The panorama continues upstairs, where lest it be interrupted a small, flat-screen TV set at the foot of the bed in the master bedroom pops up from a low cabinet and sinks back into it when not in use. The master bedroom and two of the three upstairs guestrooms have balconies with water views, and a bridge connecting the two wings leads through glass doors to a small deck on the roof of the first floor, complete with a wet bar. Beyond the deck, the roof is planted withsucculents, which Ms. Dusenberry said absorb both summer heat and runoff from rain. The second floor roof, which has studies for Ms. Dusenberry and her longtime companion, Tom Dakin, has solar panels on its roof.

The stone cladding of the house is carried inside in several places, its soft gray and quiet flecks of color having provided cues for the interior designer, Tim Button. Bathroom tiles pick up the stone tints in varied materials. The rest of the interior is painted in a quiet white that shows off Ms. Dusenberry’ s collection of paintings, sculptures, and a Steinway once supposedly  played by Irving Berlin. Extensive built-in furniture is walnut.

Ms. Dusenberry has been coming to Sag Harbor since 1969, and previously had a larger, shingle-style house designed by Peter Cook, also with a water view. But, she said, “I’d already done that.” Explaining why she decided to tear down a fairly recent house on the site, she said, “I’d always respected the modern concept, and I’d been looking at the work of Hugh Newell Jacobson, who makes modern houses with classical saltbox forms. That was the transition. Being a great clipping saver, I remembered a house by Blaze in a magazine that was airy and casual, yet with an elegant interior. I liked the simplicity, and we started talking.”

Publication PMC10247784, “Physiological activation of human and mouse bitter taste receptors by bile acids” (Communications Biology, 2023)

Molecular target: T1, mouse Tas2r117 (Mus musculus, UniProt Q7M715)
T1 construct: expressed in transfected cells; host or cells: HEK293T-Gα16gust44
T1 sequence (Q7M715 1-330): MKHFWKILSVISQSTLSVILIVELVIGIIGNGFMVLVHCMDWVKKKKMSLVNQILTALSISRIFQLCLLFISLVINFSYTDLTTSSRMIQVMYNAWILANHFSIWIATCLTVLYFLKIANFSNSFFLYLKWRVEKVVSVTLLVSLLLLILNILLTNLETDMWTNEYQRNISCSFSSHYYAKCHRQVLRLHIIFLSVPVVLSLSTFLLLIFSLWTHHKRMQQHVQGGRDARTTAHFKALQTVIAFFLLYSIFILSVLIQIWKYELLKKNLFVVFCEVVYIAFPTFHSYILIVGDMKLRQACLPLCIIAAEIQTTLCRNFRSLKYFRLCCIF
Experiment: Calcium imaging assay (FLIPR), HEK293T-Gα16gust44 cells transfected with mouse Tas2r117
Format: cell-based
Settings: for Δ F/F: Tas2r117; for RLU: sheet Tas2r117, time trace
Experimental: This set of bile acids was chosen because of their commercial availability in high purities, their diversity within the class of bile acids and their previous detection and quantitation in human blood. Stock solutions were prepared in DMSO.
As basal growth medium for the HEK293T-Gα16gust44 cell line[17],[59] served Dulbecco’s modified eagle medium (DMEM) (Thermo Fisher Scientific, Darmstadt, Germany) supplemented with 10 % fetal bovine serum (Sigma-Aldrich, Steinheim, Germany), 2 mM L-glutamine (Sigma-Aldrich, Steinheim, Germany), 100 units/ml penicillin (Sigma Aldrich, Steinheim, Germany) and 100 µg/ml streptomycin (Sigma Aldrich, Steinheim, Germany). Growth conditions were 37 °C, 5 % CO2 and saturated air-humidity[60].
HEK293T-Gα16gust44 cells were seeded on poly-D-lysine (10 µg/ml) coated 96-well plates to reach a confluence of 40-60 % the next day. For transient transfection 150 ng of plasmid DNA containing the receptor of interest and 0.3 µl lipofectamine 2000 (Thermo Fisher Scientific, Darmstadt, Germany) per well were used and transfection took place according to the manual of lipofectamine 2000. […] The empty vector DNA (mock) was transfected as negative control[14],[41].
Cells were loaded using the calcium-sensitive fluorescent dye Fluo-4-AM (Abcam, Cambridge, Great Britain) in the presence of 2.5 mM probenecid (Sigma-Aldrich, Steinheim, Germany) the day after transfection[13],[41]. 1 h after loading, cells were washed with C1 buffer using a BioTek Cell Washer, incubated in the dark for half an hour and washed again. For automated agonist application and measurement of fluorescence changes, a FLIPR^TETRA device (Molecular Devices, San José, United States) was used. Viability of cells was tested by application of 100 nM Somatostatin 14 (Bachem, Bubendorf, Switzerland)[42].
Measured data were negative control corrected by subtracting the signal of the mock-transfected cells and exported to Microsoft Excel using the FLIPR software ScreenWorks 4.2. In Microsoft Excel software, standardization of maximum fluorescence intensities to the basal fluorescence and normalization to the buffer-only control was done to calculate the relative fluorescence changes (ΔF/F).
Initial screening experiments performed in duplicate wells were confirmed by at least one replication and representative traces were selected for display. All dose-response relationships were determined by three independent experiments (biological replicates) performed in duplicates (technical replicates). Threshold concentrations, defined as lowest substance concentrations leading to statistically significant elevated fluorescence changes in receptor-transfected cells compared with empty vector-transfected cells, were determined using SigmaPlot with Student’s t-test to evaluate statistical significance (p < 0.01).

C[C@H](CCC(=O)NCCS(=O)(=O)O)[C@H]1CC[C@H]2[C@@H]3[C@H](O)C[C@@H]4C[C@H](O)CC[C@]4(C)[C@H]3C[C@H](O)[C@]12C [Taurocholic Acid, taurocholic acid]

“I didn’t want a cold modern monolith,” she said, and Mr. Button helped with the graceful placement of sculptures and paintings, many by local artists. “Several people from the garden tour last year commented on how warm and inviting the place was for a decidedly modern structure,” she reported, “and how surprised they were when they came inside.”

Ms. Dusenberry is a former advertising copywriter and creative director. Her late husband, Philip Dusenberry, was a chairman of the Batten, Barton, Durstine & Osborn agency. Now, she said, “I take pictures all day long.” (Her shot of rainbow-like overlapping bushes and treetops was in The Star a few weeks ago.) “It’s silly for a person who doesn’t do it for a living,” she said, “but I can’t help it.” The inspiration must be the view.

Waves of contrasting plants lap right up to the first-floor deck.Durell Godfrey
Seen from a guestroom balcony, the first-floor roof, planted with succulents, is like a second front yard, albeit a small one. The roof of the second floor is fitted with solar panels. right: The glassed entry foyer, on the road side, is set back and connects the wings.Durell Godfrey
In the living room, the windows take in Shelter Island Sound, Northwest Harbor, and the slightest specks of distant houses. The painting is by David Paulson
Left, a Jane Ritchie painting and the view mirror one another in a guest bedroom. The dining area has the vista to the left and a painted allee on the wall.
The kitchen looks out at plantings on the road side that screen a neighbor’s house.Durell Godfrey